Kuwait opposition MPs take ministers’ seats in parliament protest

Opposition lawmakers seek to question Sheikh Sabah Al Khalid Al Sabah over recent motion, COVID and corruption.

The government refused to attend Tuesday's session after MPs sat in seats reserved for ministers, the second such incident preventing sessions from resuming [File: Stephanie McGehee/Reuters]

Kuwaiti opposition lawmakers, intent on questioning the prime minister, have been obstructing parliamentary business by occupying ministers’ seats, escalating a standoff between the appointed government and the elected assembly.

The government refused to attend Tuesday’s session after MPs sat in seats reserved for ministers, the speaker said, the second such incident preventing sessions from going ahead.

Out of 50 elected members, 26 on Monday said: “There will only be a session if the prime minister takes the podium [to be questioned].”

In a March session boycotted by several MPs, the assembly passed a motion delaying any questioning of Prime Minister Sheikh Sabah Al Khalid Al Sabah until the end of 2022.

Six politicians want to question the premier on the constitutionality of that move, the government’s handling of the coronavirus outbreak and corruption, among other issues.

The speaker said he would call for a special session to clear items due to be discussed on Tuesday.

Frequent rows

In February, ruling emir Sheikh Nawaf Al Ahmad Al Sabah, who assumed power last year, temporarily suspended parliamentary sessions in the months-long standoff.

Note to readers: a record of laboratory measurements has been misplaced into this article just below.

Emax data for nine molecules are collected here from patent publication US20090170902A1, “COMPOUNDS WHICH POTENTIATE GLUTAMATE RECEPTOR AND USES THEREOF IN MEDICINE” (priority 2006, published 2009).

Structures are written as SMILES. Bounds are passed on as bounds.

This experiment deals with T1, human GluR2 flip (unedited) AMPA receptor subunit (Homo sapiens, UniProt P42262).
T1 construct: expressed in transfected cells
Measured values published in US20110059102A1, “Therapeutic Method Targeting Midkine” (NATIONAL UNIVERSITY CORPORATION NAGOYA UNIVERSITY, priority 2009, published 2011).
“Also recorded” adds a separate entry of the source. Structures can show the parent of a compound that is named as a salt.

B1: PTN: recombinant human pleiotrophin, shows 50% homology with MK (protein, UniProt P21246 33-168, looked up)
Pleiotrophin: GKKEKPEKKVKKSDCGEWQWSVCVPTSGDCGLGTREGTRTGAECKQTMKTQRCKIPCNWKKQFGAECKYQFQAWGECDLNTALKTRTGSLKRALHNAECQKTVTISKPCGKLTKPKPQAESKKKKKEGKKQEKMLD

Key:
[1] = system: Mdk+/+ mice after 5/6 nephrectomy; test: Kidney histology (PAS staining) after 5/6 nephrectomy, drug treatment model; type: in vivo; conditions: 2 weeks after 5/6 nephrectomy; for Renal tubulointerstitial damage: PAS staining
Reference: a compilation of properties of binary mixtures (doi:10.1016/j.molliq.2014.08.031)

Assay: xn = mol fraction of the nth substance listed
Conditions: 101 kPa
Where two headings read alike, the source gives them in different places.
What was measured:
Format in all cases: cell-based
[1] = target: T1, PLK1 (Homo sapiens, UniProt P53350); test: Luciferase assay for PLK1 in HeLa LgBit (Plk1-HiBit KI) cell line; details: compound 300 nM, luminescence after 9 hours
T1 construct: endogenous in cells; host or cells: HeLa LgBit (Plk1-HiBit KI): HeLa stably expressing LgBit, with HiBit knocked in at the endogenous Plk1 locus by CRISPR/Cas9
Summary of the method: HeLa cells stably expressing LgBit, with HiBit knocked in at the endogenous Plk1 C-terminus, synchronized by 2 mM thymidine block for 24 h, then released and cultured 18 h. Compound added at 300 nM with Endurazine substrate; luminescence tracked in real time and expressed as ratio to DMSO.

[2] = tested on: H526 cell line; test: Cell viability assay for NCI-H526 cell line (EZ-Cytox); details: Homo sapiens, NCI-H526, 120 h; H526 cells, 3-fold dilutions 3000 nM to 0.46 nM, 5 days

Frequent rows between the cabinet and assembly have led to successive government reshuffles and dissolutions of parliament over decades, hampering investment and reforms in the OPEC member state.

“Dissolving parliament would be tantamount to pouring fuel on the fire,” said Kuwaiti political analyst Sajed al-Abdali, adding the opposition would likely make gains in new elections that would follow such a move.

Dissolution could be difficult as parliament must approve the state budget before its summer break.

Although the emir has the final say over state matters, Kuwait is the only Gulf monarchy to give substantial powers to an elected parliament, which can block laws and question ministers.

After December elections, a majority of lawmakers voted to question the premier over issues including his choice of ministers. The government responded by resigning and Sheikh Sabah named a new cabinet in March.

Source: Reuters

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